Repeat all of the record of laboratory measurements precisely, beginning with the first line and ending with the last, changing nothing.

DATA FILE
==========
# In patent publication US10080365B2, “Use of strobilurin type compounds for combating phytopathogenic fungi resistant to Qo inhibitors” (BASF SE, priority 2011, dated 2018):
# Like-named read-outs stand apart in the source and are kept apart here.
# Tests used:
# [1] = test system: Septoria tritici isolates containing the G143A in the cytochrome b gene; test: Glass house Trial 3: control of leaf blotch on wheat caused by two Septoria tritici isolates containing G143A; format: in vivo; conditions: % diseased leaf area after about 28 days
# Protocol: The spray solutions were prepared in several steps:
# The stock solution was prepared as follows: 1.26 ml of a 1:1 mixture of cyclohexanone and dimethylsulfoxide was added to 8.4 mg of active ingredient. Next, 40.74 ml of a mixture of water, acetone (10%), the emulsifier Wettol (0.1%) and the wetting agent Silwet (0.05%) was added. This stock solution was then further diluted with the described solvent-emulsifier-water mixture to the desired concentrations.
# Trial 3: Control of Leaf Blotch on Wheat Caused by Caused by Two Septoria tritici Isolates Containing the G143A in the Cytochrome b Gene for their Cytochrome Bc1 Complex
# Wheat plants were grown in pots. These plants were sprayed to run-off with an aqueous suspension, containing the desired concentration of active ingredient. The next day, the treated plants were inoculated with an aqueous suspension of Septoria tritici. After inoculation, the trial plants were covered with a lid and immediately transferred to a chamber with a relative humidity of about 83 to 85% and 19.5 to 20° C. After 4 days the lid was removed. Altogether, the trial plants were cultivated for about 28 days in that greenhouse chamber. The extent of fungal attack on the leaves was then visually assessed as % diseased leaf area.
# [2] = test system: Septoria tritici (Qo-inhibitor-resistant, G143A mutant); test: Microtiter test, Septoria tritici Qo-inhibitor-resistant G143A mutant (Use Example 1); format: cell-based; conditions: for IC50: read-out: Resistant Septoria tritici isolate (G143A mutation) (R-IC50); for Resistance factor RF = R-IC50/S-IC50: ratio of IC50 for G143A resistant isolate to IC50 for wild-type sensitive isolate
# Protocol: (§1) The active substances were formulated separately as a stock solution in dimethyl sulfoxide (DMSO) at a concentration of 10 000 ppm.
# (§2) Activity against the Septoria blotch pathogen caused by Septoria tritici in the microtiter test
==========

# In patent publication US10080365B2, “Use of strobilurin type compounds for combating phytopathogenic fungi resistant to Qo inhibitors” (BASF SE, priority 2011, dated 2018):
# Like-named read-outs stand apart in the source and are kept apart here.
# Tests used:
# [1] = test system: Septoria tritici isolates containing the G143A in the cytochrome b gene; test: Glass house Trial 3: control of leaf blotch on wheat caused by two Septoria tritici isolates containing G143A; format: in vivo; conditions: % diseased leaf area after about 28 days
# Protocol: The spray solutions were prepared in several steps:
# The stock solution was prepared as follows: 1.26 ml of a 1:1 mixture of cyclohexanone and dimethylsulfoxide was added to 8.4 mg of active ingredient. Next, 40.74 ml of a mixture of water, acetone (10%), the emulsifier Wettol (0.1%) and the wetting agent Silwet (0.05%) was added. This stock solution was then further diluted with the described solvent-emulsifier-water mixture to the desired concentrations.
# Trial 3: Control of Leaf Blotch on Wheat Caused by Caused by Two Septoria tritici Isolates Containing the G143A in the Cytochrome b Gene for their Cytochrome Bc1 Complex
# Wheat plants were grown in pots. These plants were sprayed to run-off with an aqueous suspension, containing the desired concentration of active ingredient. The next day, the treated plants were inoculated with an aqueous suspension of Septoria tritici. After inoculation, the trial plants were covered with a lid and immediately transferred to a chamber with a relative humidity of about 83 to 85% and 19.5 to 20° C. After 4 days the lid was removed. Altogether, the trial plants were cultivated for about 28 days in that greenhouse chamber. The extent of fungal attack on the leaves was then visually assessed as % diseased leaf area.
# [2] = test system: Septoria tritici (Qo-inhibitor-resistant, G143A mutant); test: Microtiter test, Septoria tritici Qo-inhibitor-resistant G143A mutant (Use Example 1); format: cell-based; conditions: for IC50: read-out: Resistant Septoria tritici isolate (G143A mutation) (R-IC50); for Resistance factor RF = R-IC50/S-IC50: ratio of IC50 for G143A resistant isolate to IC50 for wild-type sensitive isolate
# Protocol: (§1) The active substances were formulated separately as a stock solution in dimethyl sulfoxide (DMSO) at a concentration of 10 000 ppm.
# (§2) Activity against the Septoria blotch pathogen caused by Septoria tritici in the microtiter test